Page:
“The Last Present,” Friend, Dec. 2007, 20–22
The Last Present
(Based on a true story)
God loveth a cheerful giver (2 Corinthians 9:7).
Thud! Kristi plopped down on the ice. For a moment, she sat looking at the skates she’d found in the attic. They were wrinkled, black, and three inches longer than her feet. Someday she would be a figure skater and sail across the rink in a glittering blue skirt. But right now all she had were old skates, a coat that was too small, and a patch of ice in the horse pasture.
“Hey, ballerina! Where did you get those ugly skates?”
Kristi looked up and saw her 17-year-old brother, Jake, sitting on the fence. She wondered how long he’d been watching her. “Go away!” she yelled.
“You should’ve seen your face, like you were a famous skater or something. Then—crash!” Jake laughed.
Kristi scrambled to her feet, slipping on the ice. “Just you wait. Someday I’ll be famous.”
Jake backed away from the fence, still grinning. “OK, OK. I believe you. But you’ll need better skates.”
That evening, Kristi told her mother that she wanted ice skates for Christmas.
Mother leaned over and hugged her. “We’ll have a wonderful Christmas this year just because it’s Christmas.” She looked serious. “But try not to get your hopes up about skates. What money we have has to buy things we need.”
Still, Kristi hoped.
Three days before Christmas, she noticed a box under the tree without a name tag. It was shaped like a big shoe box. She knew it had to be skates! Kneeling under the tree, she picked it up and shook it.
Just then, Jake walked in. He smelled like hamburgers because he worked at a fast-food place after school. Quickly, Kristi set the box down.
“What are you doing?” he asked.
“Nothing,” she said, trying to look innocent.
He had a funny look on his face. “You probably think …” he started to say.
“Think what?” Kristi asked.
“Nothing,” he said.
On Christmas morning, Kristi sat by the tree while her father passed around the gifts. She got a new coat, socks, and a mystery book.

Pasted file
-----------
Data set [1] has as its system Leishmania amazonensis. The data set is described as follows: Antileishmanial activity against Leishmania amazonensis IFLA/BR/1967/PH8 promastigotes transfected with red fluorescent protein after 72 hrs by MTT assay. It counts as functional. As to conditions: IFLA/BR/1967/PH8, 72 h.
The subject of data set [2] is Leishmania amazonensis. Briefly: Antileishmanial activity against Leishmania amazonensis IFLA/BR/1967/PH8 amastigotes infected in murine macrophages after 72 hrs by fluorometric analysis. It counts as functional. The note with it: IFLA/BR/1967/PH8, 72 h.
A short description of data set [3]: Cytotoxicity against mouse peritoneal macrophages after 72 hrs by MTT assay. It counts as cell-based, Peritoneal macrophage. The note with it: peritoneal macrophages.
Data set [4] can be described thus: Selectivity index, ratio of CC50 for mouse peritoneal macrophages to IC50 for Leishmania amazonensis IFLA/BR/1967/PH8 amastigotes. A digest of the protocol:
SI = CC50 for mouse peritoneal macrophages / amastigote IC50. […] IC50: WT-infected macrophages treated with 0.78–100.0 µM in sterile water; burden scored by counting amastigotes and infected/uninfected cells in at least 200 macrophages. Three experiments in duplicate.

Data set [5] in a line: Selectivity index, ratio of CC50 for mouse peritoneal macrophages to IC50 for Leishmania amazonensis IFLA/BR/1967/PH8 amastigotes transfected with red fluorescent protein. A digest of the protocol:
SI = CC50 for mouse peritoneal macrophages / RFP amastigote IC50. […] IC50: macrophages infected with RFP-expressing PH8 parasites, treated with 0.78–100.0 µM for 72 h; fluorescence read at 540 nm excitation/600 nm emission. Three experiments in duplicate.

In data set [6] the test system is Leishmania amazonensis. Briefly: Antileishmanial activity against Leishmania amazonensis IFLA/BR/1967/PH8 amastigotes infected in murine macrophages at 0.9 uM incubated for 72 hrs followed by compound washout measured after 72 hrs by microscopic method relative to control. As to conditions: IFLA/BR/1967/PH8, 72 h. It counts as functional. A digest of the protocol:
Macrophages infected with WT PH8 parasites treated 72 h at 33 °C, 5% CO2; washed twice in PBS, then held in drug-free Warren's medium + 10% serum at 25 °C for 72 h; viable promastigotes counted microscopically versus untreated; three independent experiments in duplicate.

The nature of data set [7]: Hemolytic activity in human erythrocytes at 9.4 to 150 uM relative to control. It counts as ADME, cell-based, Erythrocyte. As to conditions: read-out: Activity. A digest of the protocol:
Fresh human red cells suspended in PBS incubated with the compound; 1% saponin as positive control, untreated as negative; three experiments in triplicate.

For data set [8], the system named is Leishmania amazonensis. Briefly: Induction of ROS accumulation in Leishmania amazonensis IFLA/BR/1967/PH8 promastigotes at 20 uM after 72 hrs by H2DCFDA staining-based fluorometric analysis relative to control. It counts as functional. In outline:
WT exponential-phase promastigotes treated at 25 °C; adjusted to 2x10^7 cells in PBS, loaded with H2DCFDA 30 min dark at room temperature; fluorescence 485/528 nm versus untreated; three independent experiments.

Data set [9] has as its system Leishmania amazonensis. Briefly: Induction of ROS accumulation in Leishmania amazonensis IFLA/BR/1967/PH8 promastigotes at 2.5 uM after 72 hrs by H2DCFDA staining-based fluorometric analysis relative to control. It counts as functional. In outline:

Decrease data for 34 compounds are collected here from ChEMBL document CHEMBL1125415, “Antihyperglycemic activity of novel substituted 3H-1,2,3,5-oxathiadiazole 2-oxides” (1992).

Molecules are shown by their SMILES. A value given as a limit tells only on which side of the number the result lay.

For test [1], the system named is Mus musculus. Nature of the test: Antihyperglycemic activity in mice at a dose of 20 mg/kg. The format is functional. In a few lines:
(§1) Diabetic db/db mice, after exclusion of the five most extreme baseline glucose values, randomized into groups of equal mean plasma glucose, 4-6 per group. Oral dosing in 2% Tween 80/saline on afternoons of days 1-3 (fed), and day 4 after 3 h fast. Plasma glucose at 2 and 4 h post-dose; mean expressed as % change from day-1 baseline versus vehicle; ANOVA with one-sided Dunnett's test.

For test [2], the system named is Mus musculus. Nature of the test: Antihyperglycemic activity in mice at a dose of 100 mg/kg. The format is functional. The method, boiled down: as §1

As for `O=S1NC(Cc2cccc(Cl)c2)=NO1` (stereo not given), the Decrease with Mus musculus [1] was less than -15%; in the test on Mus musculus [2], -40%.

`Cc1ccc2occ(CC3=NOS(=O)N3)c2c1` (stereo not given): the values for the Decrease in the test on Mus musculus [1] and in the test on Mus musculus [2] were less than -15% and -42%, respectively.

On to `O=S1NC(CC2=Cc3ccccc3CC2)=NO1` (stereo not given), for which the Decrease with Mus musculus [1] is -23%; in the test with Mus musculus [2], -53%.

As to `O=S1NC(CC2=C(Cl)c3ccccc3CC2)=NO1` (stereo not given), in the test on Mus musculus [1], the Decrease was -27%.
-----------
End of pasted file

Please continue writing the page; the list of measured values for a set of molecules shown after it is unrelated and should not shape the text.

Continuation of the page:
Kristi waited, watching the box with no name tag. Finally, her mother leaned over, picked it up, and handed it to Kristi’s father. “Merry Christmas, Dear.” She kissed him on the cheek. “You’ve needed these for a long time.”
It was a pair of work boots.
Kristi bent her head over her new book, seeing just a blur of words. She wasn’t going to cry and ruin everyone’s Christmas.
The next day, Kristi went sledding with her friends. She wore her new coat and had so much fun she almost forgot that she had wanted skates. Later that afternoon she sat curled up in a chair reading her book when Jake came in the door. He was still wearing his work uniform and he smelled like french fries.
“I’m going to the store,” he said. “Do you want to go with me?”
Surprised, Kristi closed her book. “OK.”
Soon they were driving downtown in his old car. It stalled at a stoplight and people behind them honked while Jake restarted it. The car sputtered down the road to a sports equipment store.
“You have to come in and try them on,” Jake said.
“Try what on?”
“Skates,” he said. “I thought I’d get you some, since—”
“Skates?” Kristi cried. “Skates? Really?”
“Yeah,” he said, scratching his ear.
They went inside and the salesman pulled out a box. Nestled in blue tissue paper were the skates, their silver blades shining. Kristi sniffed their newness and tried them on, balancing carefully on the blades.
When they got home, it was almost dark. But there was a full moon. “There’s enough moonlight to go skating if you want,” Jake said. He picked up the old black skates. “Maybe I’ll skate too.”
Together they walked out to the pasture. With trembling fingers, Kristi laced up her skates and stepped onto the ice. They were firm around her ankles. She glided across the ice and did a smooth turn, amazed at how much easier it was.
Jake put on the old skates and joined her. They skated a long time, sometimes falling down and laughing. Over by the fence, the horses watched.
“The horses probably think we’re crazy,” Jake said.
Kristi looked at the horses, then stopped to watch her tall brother as he wobbled across the ice. It was then she noticed his pants were too short, and his coat sleeves were frayed at the cuffs.
Kristi watched as Jake took long, awkward strides around the ice. “He could have gotten himself some clothes,” she thought, “or maybe fixed his car.” But he bought her skates. A warm feeling started in her chest and grew until she felt so warm she could almost take off her coat. Suddenly, Kristi wanted to do something kind for someone else. She wanted to be as kind to everyone as Jake was to her.
Kristi looked toward the fence where the horses were quiet and watching. “Do you want to know what the horses really think?” she asked Jake. “They think you’re the best brother ever.”
“Giving, not getting, brings to full bloom the Christmas spirit.”
President Thomas S. Monson, First Counselor in the First Presidency, “Christmas Gifts, Christmas Blessings,” Ensign, Dec. 1995, 2.